PayPal President and CEO Dan Schulman.
Spencer Platt—Getty Images
By Ethan Wolff-Mann
April 5, 2016

Two weeks ago, PayPal announced that it was going to open a new global operations center in Charlotte, N.C., adding 400 skilled jobs to the city’s economy in the process. Today, however, the company canceled its plans, citing a new law in the state that “perpetuates discrimination and … violates the values and principles that are at the core of PayPal’s mission and culture” as the reason.

The North Carolina law, passed in late March, required government-owned buildings to make bathrooms single-sex only. For people transgender people, this is a huge problem—complying with the rule would effectively be a nonconsensual outing process that can easily lead to further discrimination and harassment, and disobeying the law could lead to unsafe confrontation in addition the baseline discomfort of using a bathroom that doesn’t align with your gender.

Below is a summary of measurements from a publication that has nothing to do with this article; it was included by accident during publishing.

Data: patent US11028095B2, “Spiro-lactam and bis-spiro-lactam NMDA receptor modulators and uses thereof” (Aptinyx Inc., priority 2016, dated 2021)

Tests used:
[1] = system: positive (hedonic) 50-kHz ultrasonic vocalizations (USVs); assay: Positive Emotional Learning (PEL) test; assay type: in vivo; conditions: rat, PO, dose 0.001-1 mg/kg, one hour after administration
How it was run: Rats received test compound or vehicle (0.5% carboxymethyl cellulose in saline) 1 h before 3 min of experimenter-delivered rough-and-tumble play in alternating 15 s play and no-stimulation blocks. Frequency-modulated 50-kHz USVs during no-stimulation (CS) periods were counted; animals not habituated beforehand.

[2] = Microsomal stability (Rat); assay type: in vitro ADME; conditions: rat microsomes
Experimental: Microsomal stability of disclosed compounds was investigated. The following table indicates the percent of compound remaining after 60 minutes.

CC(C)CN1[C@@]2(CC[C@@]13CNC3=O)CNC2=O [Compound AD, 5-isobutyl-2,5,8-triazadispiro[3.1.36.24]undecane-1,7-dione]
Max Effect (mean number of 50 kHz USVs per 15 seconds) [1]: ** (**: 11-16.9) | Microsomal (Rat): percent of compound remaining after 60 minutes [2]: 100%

“The law also excludes lesbian, gay, bisexual and transgender people from anti-discrimination protections, and blocks municipalities from adopting their own anti-discrimination and living wage rules,” the Associated Press reported.

Companies like Apple, Bank of America, and Facebook have moved swiftly to denounce the law, and loudly.

PayPal, however, has taken things a step further. In a statement issued Tuesday, the company indicated that the law was contrary to the company’s values, and that it was compelled to cancel its plans.

“Becoming an employer in North Carolina, where members of our teams will not have equal rights under the law, is simply untenable,” Dan Schulman, PayPal’s President and CEO, wrote in the statement.

“While we will seek an alternative location for our operations center, we remain committed to working with the LGBT community in North Carolina to overturn this discriminatory legislation, alongside all those who are committed to equality,” wrote Schulman.

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